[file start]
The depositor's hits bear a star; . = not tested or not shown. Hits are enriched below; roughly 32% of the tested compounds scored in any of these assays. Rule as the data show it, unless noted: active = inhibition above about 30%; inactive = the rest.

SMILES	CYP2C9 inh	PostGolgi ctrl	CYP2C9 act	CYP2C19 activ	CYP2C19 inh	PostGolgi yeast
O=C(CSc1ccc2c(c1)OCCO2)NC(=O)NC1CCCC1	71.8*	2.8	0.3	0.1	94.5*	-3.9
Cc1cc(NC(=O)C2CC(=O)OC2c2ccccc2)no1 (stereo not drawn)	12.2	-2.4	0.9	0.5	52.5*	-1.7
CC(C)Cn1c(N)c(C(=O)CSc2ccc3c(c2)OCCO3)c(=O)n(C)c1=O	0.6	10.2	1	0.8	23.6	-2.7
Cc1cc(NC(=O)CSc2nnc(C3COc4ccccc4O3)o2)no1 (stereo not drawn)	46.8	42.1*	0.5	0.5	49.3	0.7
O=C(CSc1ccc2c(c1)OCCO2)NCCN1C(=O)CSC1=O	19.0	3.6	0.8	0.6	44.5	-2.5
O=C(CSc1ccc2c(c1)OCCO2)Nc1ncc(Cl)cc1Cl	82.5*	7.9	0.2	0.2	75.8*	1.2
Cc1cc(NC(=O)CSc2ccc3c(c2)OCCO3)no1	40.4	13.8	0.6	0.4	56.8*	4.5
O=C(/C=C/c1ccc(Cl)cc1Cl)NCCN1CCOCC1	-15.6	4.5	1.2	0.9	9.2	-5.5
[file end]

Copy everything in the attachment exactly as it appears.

The depositor's hits bear a star; . = not tested or not shown. Hits are enriched below; roughly 32% of the tested compounds scored in any of these assays. Rule as the data show it, unless noted: active = inhibition above about 30%; inactive = the rest.

SMILES	CYP2C9 inh	PostGolgi ctrl	CYP2C9 act	CYP2C19 activ	CYP2C19 inh	PostGolgi yeast
O=C(CSc1ccc2c(c1)OCCO2)NC(=O)NC1CCCC1	71.8*	2.8	0.3	0.1	94.5*	-3.9
Cc1cc(NC(=O)C2CC(=O)OC2c2ccccc2)no1 (stereo not drawn)	12.2	-2.4	0.9	0.5	52.5*	-1.7
CC(C)Cn1c(N)c(C(=O)CSc2ccc3c(c2)OCCO3)c(=O)n(C)c1=O	0.6	10.2	1	0.8	23.6	-2.7
Cc1cc(NC(=O)CSc2nnc(C3COc4ccccc4O3)o2)no1 (stereo not drawn)	46.8	42.1*	0.5	0.5	49.3	0.7
O=C(CSc1ccc2c(c1)OCCO2)NCCN1C(=O)CSC1=O	19.0	3.6	0.8	0.6	44.5	-2.5
O=C(CSc1ccc2c(c1)OCCO2)Nc1ncc(Cl)cc1Cl	82.5*	7.9	0.2	0.2	75.8*	1.2
Cc1cc(NC(=O)CSc2ccc3c(c2)OCCO3)no1	40.4	13.8	0.6	0.4	56.8*	4.5
O=C(/C=C/c1ccc(Cl)cc1Cl)NCCN1CCOCC1	-15.6	4.5	1.2	0.9	9.2	-5.5